Yeah, no doubt. Here's the list I can find of Catchers over the past three seasons who've hit .275 with 20 HR, 80 RBI while throwing out 35% of attempted basestealers:

<Your query returned no data>

Guess there just aren't any good catchers in MLB right now. Must be a down time for the position or something.

Ron Madden
05-16-2006, 03:51 AM
Nobody ever claimed LaRue was Bench.

This thread started out with some saying LaRue was over paid. I said no he was'nt.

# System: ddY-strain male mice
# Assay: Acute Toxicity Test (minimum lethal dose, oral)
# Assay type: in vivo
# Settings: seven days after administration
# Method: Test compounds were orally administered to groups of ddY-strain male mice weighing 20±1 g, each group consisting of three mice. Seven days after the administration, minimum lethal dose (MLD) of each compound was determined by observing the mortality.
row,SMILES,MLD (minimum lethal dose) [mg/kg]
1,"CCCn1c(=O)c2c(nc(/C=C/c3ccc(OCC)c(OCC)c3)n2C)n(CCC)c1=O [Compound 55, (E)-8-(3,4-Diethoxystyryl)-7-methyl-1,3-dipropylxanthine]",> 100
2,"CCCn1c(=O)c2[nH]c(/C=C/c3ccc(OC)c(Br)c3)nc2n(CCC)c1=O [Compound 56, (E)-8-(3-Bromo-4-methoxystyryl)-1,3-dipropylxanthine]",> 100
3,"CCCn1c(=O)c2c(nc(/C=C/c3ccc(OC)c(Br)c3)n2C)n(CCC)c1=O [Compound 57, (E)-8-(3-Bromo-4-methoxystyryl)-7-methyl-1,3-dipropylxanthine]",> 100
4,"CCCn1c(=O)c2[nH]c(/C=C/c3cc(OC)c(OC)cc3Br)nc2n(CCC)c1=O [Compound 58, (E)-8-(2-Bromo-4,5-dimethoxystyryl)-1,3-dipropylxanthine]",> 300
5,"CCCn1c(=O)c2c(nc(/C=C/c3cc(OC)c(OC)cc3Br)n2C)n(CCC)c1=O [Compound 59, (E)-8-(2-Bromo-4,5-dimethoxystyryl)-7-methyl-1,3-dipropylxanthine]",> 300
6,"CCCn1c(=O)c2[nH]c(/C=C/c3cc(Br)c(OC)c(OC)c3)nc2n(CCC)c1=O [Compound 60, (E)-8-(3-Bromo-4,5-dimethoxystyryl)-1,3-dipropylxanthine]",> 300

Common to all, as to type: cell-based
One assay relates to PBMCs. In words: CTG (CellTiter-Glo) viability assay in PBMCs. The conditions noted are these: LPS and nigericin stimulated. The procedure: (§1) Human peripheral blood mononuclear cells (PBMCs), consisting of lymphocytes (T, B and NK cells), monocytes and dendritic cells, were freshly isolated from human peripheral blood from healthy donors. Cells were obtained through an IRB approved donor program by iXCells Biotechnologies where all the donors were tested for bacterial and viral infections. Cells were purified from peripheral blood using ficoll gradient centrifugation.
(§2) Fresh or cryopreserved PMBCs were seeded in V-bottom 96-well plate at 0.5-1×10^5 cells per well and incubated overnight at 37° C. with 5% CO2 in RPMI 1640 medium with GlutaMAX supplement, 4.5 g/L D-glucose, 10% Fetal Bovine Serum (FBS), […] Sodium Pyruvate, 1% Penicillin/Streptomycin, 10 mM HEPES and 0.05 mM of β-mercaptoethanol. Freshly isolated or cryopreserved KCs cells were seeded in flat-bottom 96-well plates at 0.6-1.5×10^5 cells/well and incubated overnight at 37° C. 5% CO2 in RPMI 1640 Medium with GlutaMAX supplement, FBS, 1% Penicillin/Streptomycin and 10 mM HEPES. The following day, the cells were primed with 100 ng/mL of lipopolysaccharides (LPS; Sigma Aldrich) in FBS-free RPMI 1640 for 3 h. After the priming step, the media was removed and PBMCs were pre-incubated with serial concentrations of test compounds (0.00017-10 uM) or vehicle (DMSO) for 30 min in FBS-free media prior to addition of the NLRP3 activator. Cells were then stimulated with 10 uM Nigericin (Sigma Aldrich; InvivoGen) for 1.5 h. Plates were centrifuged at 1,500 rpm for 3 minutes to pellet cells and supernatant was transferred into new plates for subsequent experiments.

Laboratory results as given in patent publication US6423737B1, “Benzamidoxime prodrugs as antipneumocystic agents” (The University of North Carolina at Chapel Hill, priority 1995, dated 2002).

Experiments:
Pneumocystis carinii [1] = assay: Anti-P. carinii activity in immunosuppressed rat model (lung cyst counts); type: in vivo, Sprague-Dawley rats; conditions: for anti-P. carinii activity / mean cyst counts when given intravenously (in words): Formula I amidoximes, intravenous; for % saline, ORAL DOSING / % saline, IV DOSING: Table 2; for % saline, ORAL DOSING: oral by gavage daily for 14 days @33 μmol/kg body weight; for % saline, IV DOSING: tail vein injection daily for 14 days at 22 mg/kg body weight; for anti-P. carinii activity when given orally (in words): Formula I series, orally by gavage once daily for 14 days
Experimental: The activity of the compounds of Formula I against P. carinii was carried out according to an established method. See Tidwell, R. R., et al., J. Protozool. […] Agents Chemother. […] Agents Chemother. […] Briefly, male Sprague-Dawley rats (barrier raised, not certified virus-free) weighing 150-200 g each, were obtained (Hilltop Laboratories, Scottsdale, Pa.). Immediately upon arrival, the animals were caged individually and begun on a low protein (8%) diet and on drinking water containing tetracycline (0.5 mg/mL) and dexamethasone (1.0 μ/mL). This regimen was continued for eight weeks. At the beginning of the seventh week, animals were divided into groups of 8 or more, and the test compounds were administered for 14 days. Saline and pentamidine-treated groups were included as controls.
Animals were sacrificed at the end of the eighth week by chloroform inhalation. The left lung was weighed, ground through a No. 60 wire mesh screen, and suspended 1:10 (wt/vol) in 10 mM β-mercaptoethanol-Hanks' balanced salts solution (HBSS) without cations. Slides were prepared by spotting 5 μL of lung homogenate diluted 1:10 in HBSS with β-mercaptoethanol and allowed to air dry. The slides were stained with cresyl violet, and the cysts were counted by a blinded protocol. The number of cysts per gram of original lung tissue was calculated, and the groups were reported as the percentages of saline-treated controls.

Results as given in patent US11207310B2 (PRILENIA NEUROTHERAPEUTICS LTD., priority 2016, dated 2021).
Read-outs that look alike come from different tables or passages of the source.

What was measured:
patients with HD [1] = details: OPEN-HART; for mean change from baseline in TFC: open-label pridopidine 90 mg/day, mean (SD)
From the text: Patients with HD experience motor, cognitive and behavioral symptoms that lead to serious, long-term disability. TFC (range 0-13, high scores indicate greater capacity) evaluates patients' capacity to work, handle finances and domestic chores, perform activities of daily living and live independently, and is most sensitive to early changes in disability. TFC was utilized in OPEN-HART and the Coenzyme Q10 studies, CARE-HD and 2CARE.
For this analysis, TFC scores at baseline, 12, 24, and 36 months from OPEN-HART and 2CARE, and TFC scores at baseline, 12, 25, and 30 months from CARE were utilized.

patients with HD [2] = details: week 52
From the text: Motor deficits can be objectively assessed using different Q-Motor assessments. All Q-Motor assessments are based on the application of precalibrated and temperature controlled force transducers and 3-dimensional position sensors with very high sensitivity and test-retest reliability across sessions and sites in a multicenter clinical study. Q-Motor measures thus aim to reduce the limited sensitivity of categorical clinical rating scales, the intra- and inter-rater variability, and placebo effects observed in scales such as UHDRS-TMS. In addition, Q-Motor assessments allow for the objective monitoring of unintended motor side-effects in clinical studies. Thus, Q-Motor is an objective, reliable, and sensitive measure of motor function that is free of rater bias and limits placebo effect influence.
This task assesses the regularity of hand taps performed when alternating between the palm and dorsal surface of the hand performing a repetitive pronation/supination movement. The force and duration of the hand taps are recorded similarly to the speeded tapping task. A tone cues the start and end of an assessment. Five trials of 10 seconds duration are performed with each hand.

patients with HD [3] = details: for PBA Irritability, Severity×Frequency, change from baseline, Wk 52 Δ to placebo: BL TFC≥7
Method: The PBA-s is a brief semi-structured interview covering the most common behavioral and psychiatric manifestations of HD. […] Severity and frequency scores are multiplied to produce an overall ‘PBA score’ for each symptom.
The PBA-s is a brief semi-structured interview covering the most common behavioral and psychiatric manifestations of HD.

Some of the most learned members of this board have stated my case far better than I ever could
.
Because they pay attention to stats that count.

I'm 0ver 50 yrs old. Played and belived in everything "old school" my whole life.

I love the Reds and I love baseball.

When you love something you want to know as much as you can about it.

If you keep an open mind and are willing to let go of false information you can learn a whole lot here at RedsZone. :)